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Violetta v. Steven Bros. Sports Mgmt, LLC.

United States District Court, D. Kansas

May 31, 2018

Steven M. Violetta, Plaintiff,
Steven Bros. Sports Mgmt, LLC., et al., Defendants.



         Plaintiff Steven Violetta was hired in 2015 to turn around the performance of three minor league hockey teams. Some six months later, he was terminated for poor performance, and brought suit against his employer, its owners, and other related companies, raising claims of breach of contract, violation of COBRA and ERISA obligations, violation of the Kansas Wage Protection Act (KWPA), and age discrimination. The matter is now before the court on the parties' cross-motions for summary judgment.

         Summary judgment is proper where the pleadings, depositions, answers to interrogatories, and admissions on file, together with affidavits, if any, show there is no genuine issue as to any material fact, and that the moving party is entitled to judgment as a matter of law. Fed.R.Civ.P. 56(c). In considering a motion for summary judgment, the court must examine all evidence in a light most favorable to the opposing party. McKenzie v. Mercy Hospital, 854 F.2d 365, 367 (10th Cir. 1988). The party moving for summary judgment must demonstrate its entitlement to summary judgment beyond a reasonable doubt. Ellis v. El Paso Natural Gas Co., 754 F.2d 884, 885 (10th Cir. 1985). The moving party need not disprove plaintiff's claim; it need only establish that the factual allegations have no legal significance. Dayton Hudson Corp. v. Macerich Real Estate Co., 812 F.2d 1319, 1323 (10th Cir. 1987).

         In resisting a motion for summary judgment, the opposing party may not rely upon mere allegations or denials contained in its pleadings or briefs. Rather, the nonmoving party must come forward with specific facts showing the presence of a genuine issue of material fact for trial and significant probative evidence supporting the allegation. Anderson v. Liberty Lobby, Inc., 477 U.S. 242, 256 (1986). Once the moving party has carried its burden under Rule 56(c), the party opposing summary judgment must do more than simply show there is some metaphysical doubt as to the material facts. “In the language of the Rule, the nonmoving party must come forward with ‘specific facts showing that there is a genuine issue for trial.'” Matsushita Elec. Indus. Co., Ltd. v. Zenith Radio Corp., 475 U.S. 574, 587 (1986) (quoting Fed.R.Civ.P. 56(e)) (emphasis in Matsushita). One of the principal purposes of the summary judgment rule is to isolate and dispose of factually unsupported claims or defenses, and the rule should be interpreted in a way that allows it to accomplish this purpose. Celotex Corp. v. Catrett, 477 U.S. 317 (1986).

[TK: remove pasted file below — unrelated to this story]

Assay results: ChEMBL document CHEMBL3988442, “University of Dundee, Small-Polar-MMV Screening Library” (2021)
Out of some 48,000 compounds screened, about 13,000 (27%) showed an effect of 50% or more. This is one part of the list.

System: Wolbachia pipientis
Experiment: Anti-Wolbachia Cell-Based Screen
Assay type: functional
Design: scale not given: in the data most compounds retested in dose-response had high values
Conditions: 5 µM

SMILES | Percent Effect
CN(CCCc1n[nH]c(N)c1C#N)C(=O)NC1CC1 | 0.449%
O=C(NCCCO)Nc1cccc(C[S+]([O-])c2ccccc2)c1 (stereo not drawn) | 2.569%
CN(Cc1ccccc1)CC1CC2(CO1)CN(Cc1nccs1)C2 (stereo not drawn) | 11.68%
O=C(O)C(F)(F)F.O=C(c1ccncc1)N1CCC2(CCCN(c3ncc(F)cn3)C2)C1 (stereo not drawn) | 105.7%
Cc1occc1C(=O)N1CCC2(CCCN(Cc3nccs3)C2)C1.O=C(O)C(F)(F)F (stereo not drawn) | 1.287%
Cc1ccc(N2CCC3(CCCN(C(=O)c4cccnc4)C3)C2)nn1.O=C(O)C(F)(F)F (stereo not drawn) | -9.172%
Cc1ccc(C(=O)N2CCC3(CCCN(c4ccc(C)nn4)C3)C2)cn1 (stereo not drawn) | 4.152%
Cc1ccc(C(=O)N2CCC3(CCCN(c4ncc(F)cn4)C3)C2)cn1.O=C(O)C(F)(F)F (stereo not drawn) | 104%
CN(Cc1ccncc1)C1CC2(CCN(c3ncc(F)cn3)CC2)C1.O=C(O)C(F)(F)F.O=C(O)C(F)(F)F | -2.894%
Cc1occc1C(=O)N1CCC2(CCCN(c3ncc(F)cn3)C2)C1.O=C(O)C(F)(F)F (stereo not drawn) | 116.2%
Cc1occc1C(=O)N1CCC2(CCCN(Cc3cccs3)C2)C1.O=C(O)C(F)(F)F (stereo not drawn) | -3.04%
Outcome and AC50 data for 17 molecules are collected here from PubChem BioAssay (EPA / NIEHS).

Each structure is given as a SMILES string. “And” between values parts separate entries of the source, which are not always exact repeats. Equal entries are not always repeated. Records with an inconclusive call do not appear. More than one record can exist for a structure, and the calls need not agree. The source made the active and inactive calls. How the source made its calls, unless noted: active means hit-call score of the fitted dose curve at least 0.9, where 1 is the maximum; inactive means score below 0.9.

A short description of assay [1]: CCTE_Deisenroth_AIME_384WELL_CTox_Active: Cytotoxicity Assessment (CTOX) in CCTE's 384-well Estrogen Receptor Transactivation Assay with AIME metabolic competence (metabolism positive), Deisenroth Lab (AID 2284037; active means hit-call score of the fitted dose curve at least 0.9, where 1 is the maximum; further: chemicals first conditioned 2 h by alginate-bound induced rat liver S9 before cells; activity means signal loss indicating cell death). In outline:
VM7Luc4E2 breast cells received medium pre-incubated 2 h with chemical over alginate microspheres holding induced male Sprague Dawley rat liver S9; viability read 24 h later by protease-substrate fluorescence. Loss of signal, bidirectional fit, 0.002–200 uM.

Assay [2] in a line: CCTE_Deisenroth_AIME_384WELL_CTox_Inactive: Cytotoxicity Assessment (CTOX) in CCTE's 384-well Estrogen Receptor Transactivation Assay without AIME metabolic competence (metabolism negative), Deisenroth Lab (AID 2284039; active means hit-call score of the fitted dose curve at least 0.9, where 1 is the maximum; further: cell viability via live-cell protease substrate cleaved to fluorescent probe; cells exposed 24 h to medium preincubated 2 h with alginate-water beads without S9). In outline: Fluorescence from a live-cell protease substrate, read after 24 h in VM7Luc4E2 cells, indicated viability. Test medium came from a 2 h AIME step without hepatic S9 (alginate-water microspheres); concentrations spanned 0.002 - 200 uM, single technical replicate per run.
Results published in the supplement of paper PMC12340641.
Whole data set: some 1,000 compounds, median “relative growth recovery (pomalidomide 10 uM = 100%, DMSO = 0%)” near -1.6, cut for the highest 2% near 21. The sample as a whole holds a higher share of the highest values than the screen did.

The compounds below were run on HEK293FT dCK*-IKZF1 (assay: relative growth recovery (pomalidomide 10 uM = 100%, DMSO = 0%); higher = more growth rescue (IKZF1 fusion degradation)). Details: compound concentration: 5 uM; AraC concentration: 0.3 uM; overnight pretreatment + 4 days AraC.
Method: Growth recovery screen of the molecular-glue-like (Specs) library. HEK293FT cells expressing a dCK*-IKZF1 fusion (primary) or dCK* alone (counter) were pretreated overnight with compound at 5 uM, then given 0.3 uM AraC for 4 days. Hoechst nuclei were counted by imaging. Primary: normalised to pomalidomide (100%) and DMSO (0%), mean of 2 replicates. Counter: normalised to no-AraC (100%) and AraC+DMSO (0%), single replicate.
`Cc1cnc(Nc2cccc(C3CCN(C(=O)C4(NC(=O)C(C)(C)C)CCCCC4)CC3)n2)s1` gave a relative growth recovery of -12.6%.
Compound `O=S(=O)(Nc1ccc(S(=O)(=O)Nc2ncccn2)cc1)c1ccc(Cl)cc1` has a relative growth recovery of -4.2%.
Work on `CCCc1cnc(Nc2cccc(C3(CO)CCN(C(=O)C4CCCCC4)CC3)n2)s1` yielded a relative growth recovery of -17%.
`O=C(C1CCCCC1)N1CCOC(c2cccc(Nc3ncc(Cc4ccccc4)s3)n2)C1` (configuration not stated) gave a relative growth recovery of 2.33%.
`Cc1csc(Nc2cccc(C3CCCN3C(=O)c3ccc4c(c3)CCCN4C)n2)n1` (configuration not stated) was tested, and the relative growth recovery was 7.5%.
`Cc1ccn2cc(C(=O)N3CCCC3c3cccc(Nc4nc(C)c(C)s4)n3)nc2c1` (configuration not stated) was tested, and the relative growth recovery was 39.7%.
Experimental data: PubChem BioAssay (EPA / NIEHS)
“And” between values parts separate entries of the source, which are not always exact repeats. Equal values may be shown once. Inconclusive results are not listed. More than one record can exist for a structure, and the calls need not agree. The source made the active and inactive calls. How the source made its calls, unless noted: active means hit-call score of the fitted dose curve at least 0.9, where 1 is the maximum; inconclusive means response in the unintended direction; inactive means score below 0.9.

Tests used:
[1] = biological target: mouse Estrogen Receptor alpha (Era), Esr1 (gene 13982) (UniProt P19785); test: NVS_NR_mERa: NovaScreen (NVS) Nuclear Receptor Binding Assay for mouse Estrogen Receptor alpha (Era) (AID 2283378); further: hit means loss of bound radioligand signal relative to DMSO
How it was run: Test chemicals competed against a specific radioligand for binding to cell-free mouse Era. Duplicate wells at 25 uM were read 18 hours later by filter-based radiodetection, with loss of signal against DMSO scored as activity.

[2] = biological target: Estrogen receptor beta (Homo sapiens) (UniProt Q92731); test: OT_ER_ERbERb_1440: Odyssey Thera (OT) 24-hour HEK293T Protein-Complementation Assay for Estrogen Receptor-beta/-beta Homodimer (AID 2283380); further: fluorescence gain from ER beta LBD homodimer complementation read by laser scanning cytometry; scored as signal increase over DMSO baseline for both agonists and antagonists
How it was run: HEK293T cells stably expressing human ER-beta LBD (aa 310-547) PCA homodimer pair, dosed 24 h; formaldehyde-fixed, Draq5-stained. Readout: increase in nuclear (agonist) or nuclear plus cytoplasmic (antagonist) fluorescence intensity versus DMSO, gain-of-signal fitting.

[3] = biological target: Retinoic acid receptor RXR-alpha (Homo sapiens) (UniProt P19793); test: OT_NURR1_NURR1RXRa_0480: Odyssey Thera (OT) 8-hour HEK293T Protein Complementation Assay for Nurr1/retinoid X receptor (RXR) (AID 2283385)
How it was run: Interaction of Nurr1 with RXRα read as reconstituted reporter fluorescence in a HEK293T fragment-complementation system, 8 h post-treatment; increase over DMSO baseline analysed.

Here, in addition to the competing motions for summary judgment, defendants have moved to strike the declaration (Exhibit K) of the plaintiff which is attached to his reply (Dkt. 145). A centerpiece of the defendants' arguments in their earlier pleadings was that the initial versions of the Violetta affidavits (Exhibits A and B) were unsworn. They argue that attaching the sworn statement is “in effect” making new arguments in his reply. (Dkt. 147, at 3). Further, they argue that the sworn statement is still insufficient and “worthless, ” and “the Court must utilize its discretion [to] strike Plaintiff's [declaration].”

         The motion to strike is denied. As defendants acknowledge, whether to strike a declaration rests within the discretion of the court. The circumstances of the case do not warrant striking the new declaration. First, the court notes that defendants fail to make any demonstration that Exhibit K differs in any meaningful way as to the underlying facts asserted. Accordingly, Exhibit K does not raise new arguments, it simply provides evidentiary support for plaintiff's contentions.

         The court also rejects defendants' arguments plaintiff failed to support his factual contentions. In Exhibit K, Violetta “declare[s] under penalty of perjury” that the statements in Exhibits A and B “are incorporated [into Exhibit K], are based on my own personal knowledge, and are true and correct.” The court finds that the declaration is sufficient to support plaintiff's factual contentions.

         Of course, the court does not encourage such belated documentation, and counsel for plaintiff is admonished to comply with proper procedure in the future. Nonetheless, while defendants have indeed attacked the original affidavits as unsworn, they have not articulated any particular prejudice from that failure, nor otherwise sought leave to supplement their evidentiary responses to plaintiff's factual claims. Under all the circumstances of the case, the court finds no reason to strike plaintiff's declaration, or to defer a determination as to the uncontroverted facts in the action.